Oddly enough, the second paragraph of the third chapter of Mythology: Timeless Tales of Gods and Heroes starts with a quote from Book VII of Paradise Lost:
First there was Chaos,
the vast immeasurable abyss,
Outrageous as a sea, dark, wasteful, wild.
These words are Milton's, but they express with precision what the Greeks thought lay back of the very first beginning of things. Long before the gods appeared, in the dim past,uncounted ages ago, there was only the formless confusion of Chaos brooded over by unbroken darkness. At last, but how no one ever tried to explain, two children were born to this shapeless nothingness. Night was the child of Chaos and so was Erebus, which is the unfathomable depth where death dwells. In the whole universe there was nothing else; all was black, empty, silent, endless.
This re-telling of Greek (and some Roman and Norse) legends was apparently the classic school textbook of classical mythology for decades of American schoolchildren. I read only the first hundred pages (of 329), but I think it is enough to get a feel for it. In the introduction, she makes very large claims for the unique quality and modernity of Greek myth, where a similar collection today would stress the links with other neighbouring cultures and might also look at how this particular set of stories became elevated above others. The retelling of the actual stories is breezy enough, and jumps lightly over the amorous activities of Zeus. It’s pretty comprehensive, but I think my heart is still with Roger Lancelyn Green’s versions which have a little more bite to them, not having been written as a school text book.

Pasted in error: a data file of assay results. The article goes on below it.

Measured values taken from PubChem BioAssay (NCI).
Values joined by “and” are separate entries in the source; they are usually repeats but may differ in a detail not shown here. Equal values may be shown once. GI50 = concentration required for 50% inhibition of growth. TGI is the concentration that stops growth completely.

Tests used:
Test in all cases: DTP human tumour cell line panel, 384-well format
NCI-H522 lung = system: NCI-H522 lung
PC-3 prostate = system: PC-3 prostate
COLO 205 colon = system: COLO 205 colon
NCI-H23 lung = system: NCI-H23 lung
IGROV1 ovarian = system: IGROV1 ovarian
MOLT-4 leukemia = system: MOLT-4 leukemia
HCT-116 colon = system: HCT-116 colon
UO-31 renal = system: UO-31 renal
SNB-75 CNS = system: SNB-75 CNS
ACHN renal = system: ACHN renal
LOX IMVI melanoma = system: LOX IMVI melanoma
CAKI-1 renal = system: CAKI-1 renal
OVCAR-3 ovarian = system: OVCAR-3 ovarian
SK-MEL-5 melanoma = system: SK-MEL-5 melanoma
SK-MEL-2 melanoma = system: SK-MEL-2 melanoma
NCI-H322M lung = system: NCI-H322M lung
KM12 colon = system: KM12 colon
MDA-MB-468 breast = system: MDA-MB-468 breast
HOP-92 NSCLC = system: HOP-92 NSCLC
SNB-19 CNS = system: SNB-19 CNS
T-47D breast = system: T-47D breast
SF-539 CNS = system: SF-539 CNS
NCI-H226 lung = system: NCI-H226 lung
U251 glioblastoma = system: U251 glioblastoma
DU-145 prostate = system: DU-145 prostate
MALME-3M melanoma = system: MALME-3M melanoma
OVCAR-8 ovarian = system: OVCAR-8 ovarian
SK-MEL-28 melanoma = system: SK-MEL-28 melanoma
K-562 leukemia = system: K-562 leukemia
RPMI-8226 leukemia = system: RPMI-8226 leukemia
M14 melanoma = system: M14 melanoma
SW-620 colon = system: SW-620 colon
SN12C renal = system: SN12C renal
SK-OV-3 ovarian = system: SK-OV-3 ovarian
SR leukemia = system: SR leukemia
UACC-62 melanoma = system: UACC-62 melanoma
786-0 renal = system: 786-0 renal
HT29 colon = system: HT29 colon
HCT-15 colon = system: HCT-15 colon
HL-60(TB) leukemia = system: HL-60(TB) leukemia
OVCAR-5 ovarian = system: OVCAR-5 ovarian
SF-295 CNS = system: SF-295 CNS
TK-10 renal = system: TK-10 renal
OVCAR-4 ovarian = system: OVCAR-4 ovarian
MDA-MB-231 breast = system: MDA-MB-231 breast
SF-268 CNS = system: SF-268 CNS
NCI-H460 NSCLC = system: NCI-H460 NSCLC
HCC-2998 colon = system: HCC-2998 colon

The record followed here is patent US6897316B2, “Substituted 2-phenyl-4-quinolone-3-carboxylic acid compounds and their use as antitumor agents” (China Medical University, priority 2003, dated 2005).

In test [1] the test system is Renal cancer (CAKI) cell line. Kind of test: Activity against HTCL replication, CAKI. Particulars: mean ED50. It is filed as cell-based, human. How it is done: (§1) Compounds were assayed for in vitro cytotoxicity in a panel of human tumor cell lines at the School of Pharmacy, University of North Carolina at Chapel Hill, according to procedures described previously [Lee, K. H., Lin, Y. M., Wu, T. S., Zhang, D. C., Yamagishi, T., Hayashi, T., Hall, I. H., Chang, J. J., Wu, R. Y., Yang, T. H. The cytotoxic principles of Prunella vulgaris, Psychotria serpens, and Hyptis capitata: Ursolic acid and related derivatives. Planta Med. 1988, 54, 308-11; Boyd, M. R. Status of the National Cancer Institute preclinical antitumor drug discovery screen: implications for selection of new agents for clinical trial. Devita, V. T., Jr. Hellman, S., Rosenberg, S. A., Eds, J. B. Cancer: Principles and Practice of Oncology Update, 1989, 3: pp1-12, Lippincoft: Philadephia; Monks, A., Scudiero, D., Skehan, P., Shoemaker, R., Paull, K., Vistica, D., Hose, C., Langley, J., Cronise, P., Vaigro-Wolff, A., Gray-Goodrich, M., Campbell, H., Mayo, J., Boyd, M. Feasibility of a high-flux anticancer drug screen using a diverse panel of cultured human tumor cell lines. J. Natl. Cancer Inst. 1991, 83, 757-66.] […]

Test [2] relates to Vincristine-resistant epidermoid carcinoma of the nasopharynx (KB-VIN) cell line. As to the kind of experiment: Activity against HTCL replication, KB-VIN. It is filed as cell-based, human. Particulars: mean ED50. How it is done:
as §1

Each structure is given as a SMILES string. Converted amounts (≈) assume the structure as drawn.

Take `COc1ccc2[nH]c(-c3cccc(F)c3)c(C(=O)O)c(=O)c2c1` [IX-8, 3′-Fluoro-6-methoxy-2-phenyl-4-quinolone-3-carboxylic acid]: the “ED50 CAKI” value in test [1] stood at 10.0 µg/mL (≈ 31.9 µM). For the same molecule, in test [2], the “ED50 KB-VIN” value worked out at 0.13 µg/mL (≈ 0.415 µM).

I also don’t think that Mythology qualifies as a Best Related Work. It is not non-fiction, nor is it “noteworthy primarily for aspects other than the fictional text”. The most noteworthy part of the book, its very core, is Hamilton’s retelling of the fictional myths. It might perhaps be a potential finalist for Best Novel, but there are a lot of better candidates (see my previous post on 1942 sff novels by women and writers of colour). So I suspect that there will be no award for Best Related Work in this year’s Retro Hugos; and that’s not such a terrible thing.